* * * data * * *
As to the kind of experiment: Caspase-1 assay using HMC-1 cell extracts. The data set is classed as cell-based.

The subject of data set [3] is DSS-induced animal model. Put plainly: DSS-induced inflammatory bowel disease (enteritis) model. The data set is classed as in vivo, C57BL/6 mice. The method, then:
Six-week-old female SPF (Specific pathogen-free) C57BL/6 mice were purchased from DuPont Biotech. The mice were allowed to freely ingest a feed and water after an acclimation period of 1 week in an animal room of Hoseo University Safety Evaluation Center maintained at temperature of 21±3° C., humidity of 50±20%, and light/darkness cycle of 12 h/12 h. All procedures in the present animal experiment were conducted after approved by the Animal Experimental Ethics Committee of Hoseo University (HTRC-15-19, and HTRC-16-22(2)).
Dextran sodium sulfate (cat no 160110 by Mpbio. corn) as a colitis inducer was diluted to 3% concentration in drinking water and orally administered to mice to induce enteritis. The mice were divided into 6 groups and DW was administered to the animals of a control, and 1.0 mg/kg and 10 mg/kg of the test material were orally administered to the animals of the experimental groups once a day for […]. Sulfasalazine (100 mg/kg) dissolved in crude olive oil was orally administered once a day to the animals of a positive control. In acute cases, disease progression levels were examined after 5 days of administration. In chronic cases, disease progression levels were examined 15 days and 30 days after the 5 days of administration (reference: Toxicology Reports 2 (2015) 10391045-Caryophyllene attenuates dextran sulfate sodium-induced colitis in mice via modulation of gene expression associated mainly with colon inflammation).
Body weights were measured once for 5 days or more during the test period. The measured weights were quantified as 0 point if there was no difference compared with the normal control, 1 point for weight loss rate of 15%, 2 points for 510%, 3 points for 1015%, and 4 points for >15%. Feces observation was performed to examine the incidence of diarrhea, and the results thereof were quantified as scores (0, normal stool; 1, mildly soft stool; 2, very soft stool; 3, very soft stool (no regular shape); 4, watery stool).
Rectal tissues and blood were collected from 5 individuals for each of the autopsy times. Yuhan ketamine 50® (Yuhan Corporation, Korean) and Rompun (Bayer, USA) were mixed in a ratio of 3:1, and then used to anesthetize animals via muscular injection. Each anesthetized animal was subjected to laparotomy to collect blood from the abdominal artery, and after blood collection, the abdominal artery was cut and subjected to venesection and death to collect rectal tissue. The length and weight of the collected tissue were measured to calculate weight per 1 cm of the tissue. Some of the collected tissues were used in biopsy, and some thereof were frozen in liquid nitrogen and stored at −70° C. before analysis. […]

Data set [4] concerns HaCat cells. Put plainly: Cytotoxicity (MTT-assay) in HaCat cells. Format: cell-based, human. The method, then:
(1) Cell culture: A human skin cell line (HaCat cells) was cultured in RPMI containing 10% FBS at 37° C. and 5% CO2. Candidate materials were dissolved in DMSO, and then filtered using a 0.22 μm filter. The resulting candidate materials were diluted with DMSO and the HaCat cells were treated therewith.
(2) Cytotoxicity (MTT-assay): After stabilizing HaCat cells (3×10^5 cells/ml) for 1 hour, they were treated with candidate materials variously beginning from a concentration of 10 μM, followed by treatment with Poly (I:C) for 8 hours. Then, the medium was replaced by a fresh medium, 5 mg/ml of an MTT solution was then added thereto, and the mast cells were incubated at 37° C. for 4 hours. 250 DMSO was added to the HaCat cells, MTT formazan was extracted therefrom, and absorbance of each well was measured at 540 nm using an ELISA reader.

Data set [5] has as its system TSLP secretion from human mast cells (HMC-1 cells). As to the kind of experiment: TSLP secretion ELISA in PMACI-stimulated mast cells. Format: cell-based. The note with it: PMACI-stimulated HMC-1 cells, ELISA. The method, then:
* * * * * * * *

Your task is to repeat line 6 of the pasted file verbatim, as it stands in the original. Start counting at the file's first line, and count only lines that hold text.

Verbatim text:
Rectal tissues and blood were collected from 5 individuals for each of the autopsy times. Yuhan ketamine 50® (Yuhan Corporation, Korean) and Rompun (Bayer, USA) were mixed in a ratio of 3:1, and then used to anesthetize animals via muscular injection. Each anesthetized animal was subjected to laparotomy to collect blood from the abdominal artery, and after blood collection, the abdominal artery was cut and subjected to venesection and death to collect rectal tissue. The length and weight of the collected tissue were measured to calculate weight per 1 cm of the tissue. Some of the collected tissues were used in biopsy, and some thereof were frozen in liquid nitrogen and stored at −70° C. before analysis. […]